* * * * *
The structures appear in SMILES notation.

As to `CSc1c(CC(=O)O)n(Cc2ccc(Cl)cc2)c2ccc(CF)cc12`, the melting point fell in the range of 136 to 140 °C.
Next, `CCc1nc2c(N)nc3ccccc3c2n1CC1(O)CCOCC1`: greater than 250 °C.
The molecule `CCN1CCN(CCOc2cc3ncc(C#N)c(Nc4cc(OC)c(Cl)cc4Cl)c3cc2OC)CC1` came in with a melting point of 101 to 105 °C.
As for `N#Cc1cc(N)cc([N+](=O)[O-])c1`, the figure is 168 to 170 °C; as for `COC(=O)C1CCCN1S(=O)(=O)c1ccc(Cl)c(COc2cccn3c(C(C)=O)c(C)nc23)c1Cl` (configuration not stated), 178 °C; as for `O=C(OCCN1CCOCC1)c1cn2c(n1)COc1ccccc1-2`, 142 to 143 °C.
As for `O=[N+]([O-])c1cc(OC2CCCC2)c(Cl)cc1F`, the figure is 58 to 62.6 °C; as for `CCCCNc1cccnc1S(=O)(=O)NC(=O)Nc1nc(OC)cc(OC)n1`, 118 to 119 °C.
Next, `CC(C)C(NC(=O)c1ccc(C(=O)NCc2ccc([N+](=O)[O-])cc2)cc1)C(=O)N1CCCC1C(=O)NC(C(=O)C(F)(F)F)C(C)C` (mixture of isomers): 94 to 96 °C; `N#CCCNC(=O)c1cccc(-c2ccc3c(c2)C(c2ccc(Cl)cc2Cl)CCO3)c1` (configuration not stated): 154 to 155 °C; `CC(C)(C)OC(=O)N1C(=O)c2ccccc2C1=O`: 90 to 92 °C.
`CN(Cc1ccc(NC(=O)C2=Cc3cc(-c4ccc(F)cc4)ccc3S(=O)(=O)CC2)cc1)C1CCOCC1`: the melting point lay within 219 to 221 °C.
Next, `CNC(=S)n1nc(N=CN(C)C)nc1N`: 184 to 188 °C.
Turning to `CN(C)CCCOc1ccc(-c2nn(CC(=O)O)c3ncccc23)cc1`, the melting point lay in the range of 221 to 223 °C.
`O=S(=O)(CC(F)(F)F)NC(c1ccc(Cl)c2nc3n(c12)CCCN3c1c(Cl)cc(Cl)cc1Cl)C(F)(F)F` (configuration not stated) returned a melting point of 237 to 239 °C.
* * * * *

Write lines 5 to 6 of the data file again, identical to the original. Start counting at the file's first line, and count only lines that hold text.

As for `N#Cc1cc(N)cc([N+](=O)[O-])c1`, the figure is 168 to 170 °C; as for `COC(=O)C1CCCN1S(=O)(=O)c1ccc(Cl)c(COc2cccn3c(C(C)=O)c(C)nc23)c1Cl` (configuration not stated), 178 °C; as for `O=C(OCCN1CCOCC1)c1cn2c(n1)COc1ccccc1-2`, 142 to 143 °C.
As for `O=[N+]([O-])c1cc(OC2CCCC2)c(Cl)cc1F`, the figure is 58 to 62.6 °C; as for `CCCCNc1cccnc1S(=O)(=O)NC(=O)Nc1nc(OC)cc(OC)n1`, 118 to 119 °C.